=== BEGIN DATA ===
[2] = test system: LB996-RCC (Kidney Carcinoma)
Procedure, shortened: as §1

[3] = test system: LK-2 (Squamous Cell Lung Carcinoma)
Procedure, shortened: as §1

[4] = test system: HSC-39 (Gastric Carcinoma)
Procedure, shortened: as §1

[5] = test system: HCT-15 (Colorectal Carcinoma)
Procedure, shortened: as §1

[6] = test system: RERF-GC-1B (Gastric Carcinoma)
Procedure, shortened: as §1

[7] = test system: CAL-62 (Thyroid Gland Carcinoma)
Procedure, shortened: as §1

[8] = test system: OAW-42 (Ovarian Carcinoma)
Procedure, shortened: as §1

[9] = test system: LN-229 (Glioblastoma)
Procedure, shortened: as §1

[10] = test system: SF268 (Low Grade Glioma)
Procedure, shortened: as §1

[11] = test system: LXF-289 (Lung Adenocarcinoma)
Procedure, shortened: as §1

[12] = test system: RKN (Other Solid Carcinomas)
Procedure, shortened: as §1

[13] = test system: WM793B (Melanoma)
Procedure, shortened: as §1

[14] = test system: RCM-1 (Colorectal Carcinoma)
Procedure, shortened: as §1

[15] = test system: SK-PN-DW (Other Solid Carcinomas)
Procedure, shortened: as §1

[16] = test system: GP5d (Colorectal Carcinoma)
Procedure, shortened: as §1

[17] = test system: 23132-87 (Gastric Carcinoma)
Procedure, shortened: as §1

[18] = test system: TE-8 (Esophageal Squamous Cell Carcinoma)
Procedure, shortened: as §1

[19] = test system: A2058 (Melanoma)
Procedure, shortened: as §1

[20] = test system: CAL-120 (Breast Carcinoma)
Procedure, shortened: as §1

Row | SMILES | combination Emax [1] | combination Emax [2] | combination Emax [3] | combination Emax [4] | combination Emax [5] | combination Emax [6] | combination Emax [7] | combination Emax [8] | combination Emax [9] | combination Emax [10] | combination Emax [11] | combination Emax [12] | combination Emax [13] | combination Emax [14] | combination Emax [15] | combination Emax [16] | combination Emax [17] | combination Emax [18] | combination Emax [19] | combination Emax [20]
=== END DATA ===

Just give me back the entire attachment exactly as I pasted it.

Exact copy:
[2] = test system: LB996-RCC (Kidney Carcinoma)
Procedure, shortened: as §1

[3] = test system: LK-2 (Squamous Cell Lung Carcinoma)
Procedure, shortened: as §1

[4] = test system: HSC-39 (Gastric Carcinoma)
Procedure, shortened: as §1

[5] = test system: HCT-15 (Colorectal Carcinoma)
Procedure, shortened: as §1

[6] = test system: RERF-GC-1B (Gastric Carcinoma)
Procedure, shortened: as §1

[7] = test system: CAL-62 (Thyroid Gland Carcinoma)
Procedure, shortened: as §1

[8] = test system: OAW-42 (Ovarian Carcinoma)
Procedure, shortened: as §1

[9] = test system: LN-229 (Glioblastoma)
Procedure, shortened: as §1

[10] = test system: SF268 (Low Grade Glioma)
Procedure, shortened: as §1

[11] = test system: LXF-289 (Lung Adenocarcinoma)
Procedure, shortened: as §1

[12] = test system: RKN (Other Solid Carcinomas)
Procedure, shortened: as §1

[13] = test system: WM793B (Melanoma)
Procedure, shortened: as §1

[14] = test system: RCM-1 (Colorectal Carcinoma)
Procedure, shortened: as §1

[15] = test system: SK-PN-DW (Other Solid Carcinomas)
Procedure, shortened: as §1

[16] = test system: GP5d (Colorectal Carcinoma)
Procedure, shortened: as §1

[17] = test system: 23132-87 (Gastric Carcinoma)
Procedure, shortened: as §1

[18] = test system: TE-8 (Esophageal Squamous Cell Carcinoma)
Procedure, shortened: as §1

[19] = test system: A2058 (Melanoma)
Procedure, shortened: as §1

[20] = test system: CAL-120 (Breast Carcinoma)
Procedure, shortened: as §1

Row | SMILES | combination Emax [1] | combination Emax [2] | combination Emax [3] | combination Emax [4] | combination Emax [5] | combination Emax [6] | combination Emax [7] | combination Emax [8] | combination Emax [9] | combination Emax [10] | combination Emax [11] | combination Emax [12] | combination Emax [13] | combination Emax [14] | combination Emax [15] | combination Emax [16] | combination Emax [17] | combination Emax [18] | combination Emax [19] | combination Emax [20]